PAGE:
Conclusion — Kimchi prepared with solar salt or bamboo salt had better sensory properties than kimchi with purified salt.
Effects of different types of salts on the growth of lactic acid bacteria and yeasts during kimchi fermentation (Lee, Shim, Kim et al 2018 Food Science and Biotechnology)
Do I HAVE TO use Korean Salt Cheonilyeom for Kimchi?
The short answer is NO, you don’t HAVE to. BUT (and it’s a big BUT), based on personal experience, experiment and from what I heard all my life, Korean solar sea salt (Cheonilyeom 천일염) is the best salt to make Kimchi.
Although I have not tried making Kimchi with all the non-Korean salts I mention here, based on my experience with Celtic sea salt, I think you can safely use most sea salts but just know you will most likely not have the bright zingy flavor and long-lasting crunchy texture.
You can also use other non-sea salts like Himalayan salt (probably) or pickling salts, I will try to do more experiments with them and update this post periodically.
What can happen with non-Korean salts
- Most non-Korean salts (except for Diamond Crystal Kosher salt) will be saltier than Cheonilyeom, tsp for tsp and as shown above in the graphs, so be sure to re-calculate the correct amount based on the sodium level.
- Additives like anti-caking or iodine will hinder fermentation so avoid it
- Kimchi may end up bitter unless it’s a salt that’s been aged with the bittern removed
- Your kimchi may become mushy sooner and lose its crunch
Well, you already know my conclusion – that Korean Cheonilyeom aged 3 years or more is the BEST salt for making Kimchi in terms of taste, texture and long term storage.
At least a 3 year old (longer the better), aged Korean solar sea salt where the bittern is drained away over time works best.
BTW, I have spent hours (or easy it days?? 😝😜.) searching for research done on this topic and I have to say most of the research supports my conclusion. However, I do want to note that I found ONE research paper done that seems to claim otherwise. That salts don’t seem to make any difference.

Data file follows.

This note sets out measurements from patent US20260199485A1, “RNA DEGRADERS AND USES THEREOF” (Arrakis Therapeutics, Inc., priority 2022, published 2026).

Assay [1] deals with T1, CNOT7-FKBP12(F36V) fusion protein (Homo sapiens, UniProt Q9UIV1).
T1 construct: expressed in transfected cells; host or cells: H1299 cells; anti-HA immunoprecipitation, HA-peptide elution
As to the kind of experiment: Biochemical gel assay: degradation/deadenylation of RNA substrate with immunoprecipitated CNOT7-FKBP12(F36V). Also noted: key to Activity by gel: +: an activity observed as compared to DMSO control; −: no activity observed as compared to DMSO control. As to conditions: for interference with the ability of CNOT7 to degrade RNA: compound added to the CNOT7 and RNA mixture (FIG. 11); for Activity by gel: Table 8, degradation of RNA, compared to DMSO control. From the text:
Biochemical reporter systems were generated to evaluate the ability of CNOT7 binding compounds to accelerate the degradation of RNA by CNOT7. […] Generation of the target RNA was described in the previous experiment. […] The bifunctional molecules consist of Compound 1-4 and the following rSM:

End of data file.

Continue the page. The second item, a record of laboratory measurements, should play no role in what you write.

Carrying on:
And I have even read another Korean food blogger saying you could use table salt for Kimchi and that it makes no difference. Well, honestly, I would never do that (if I can help it) but It’s up to you, if you don’t taste any difference and don’t care about the texture there should be no problem. I do taste and see a difference even with Celtic sea salt but I may be extra picky and nerdy…🤓. haha
BUT PLEASE, at least make sure you use the correct amount of salt for brining Kimchi, should you decide to use another salt besides the one I recommend here.
EXTRA – Some Fun history about Salt and Human Civilization
Salt was not easy to obtain, however, and even treated as a form of currency by certain cultures. So it’s not surprising that some say the origin of the word Salary comes from the latin word ‘sal’ and also the latin word ‘salarium’ which originally denotes a Roman soldier’s allowance to buy salt. <source – https://www.merriam-webster.com/dictionary/salary>
- salt roads, such as the via Salaria in Italy, had been established by the Bronze age.
- In Britain, the suffix “-wich” in a placename means it was once a source of salt, as in Sandwich and Norwich. <https://en.wikipedia.org/wiki/History_of_salt>
Humans and most life forms need salt to survive. So it has been essential to human survival through History. Also, the ability of Salt to preserve food was one of the most important founding factors to civilization. Food preservation allowed humans to become independent from seasonal availability of food and made long distance trade possible.
Well, whew! I hope that’s helpful.
Happy Kimchi making!